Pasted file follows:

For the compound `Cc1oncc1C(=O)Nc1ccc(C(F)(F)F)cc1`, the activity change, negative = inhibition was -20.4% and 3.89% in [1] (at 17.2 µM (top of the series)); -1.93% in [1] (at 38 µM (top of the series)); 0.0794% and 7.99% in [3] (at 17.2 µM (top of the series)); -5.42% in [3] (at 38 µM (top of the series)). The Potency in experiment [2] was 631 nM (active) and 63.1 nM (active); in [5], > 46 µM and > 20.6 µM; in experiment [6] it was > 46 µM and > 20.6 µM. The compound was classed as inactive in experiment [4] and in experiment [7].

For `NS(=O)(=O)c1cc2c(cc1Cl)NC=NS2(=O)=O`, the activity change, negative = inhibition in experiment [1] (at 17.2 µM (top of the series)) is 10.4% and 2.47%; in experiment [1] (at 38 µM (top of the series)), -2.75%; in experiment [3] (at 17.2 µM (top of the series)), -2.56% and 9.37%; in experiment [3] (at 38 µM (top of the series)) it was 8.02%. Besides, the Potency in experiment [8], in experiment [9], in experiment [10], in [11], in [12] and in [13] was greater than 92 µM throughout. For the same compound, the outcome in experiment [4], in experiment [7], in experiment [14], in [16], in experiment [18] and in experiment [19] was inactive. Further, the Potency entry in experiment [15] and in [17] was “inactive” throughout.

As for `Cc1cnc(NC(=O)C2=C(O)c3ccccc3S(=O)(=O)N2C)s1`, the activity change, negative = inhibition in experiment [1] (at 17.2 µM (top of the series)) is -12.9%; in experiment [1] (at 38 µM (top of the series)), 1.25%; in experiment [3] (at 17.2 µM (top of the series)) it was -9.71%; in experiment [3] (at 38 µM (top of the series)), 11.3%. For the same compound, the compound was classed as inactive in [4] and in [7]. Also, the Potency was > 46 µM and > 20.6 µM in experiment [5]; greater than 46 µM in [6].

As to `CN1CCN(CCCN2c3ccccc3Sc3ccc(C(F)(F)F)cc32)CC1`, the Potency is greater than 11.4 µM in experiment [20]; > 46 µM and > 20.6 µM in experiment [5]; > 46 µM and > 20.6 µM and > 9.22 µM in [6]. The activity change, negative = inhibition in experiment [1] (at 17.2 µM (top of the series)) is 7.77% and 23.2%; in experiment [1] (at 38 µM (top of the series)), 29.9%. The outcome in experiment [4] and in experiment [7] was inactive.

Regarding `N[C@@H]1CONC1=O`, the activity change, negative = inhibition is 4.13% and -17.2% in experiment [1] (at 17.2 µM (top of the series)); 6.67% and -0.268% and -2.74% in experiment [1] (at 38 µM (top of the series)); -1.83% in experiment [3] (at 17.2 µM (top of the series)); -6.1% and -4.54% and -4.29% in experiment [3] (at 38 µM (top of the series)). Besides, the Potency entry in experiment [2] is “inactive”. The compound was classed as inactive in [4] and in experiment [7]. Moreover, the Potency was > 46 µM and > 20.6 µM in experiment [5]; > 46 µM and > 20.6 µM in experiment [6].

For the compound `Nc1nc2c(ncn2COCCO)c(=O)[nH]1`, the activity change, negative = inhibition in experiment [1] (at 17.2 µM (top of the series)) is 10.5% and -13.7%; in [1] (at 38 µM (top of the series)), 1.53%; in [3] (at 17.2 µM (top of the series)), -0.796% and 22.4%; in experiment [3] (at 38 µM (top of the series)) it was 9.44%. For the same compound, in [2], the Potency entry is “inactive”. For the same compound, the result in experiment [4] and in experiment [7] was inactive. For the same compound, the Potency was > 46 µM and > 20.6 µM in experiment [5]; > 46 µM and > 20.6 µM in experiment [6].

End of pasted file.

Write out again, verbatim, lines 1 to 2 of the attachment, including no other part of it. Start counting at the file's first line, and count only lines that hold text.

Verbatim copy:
For the compound `Cc1oncc1C(=O)Nc1ccc(C(F)(F)F)cc1`, the activity change, negative = inhibition was -20.4% and 3.89% in [1] (at 17.2 µM (top of the series)); -1.93% in [1] (at 38 µM (top of the series)); 0.0794% and 7.99% in [3] (at 17.2 µM (top of the series)); -5.42% in [3] (at 38 µM (top of the series)). The Potency in experiment [2] was 631 nM (active) and 63.1 nM (active); in [5], > 46 µM and > 20.6 µM; in experiment [6] it was > 46 µM and > 20.6 µM. The compound was classed as inactive in experiment [4] and in experiment [7].

For `NS(=O)(=O)c1cc2c(cc1Cl)NC=NS2(=O)=O`, the activity change, negative = inhibition in experiment [1] (at 17.2 µM (top of the series)) is 10.4% and 2.47%; in experiment [1] (at 38 µM (top of the series)), -2.75%; in experiment [3] (at 17.2 µM (top of the series)), -2.56% and 9.37%; in experiment [3] (at 38 µM (top of the series)) it was 8.02%. Besides, the Potency in experiment [8], in experiment [9], in experiment [10], in [11], in [12] and in [13] was greater than 92 µM throughout. For the same compound, the outcome in experiment [4], in experiment [7], in experiment [14], in [16], in experiment [18] and in experiment [19] was inactive. Further, the Potency entry in experiment [15] and in [17] was “inactive” throughout.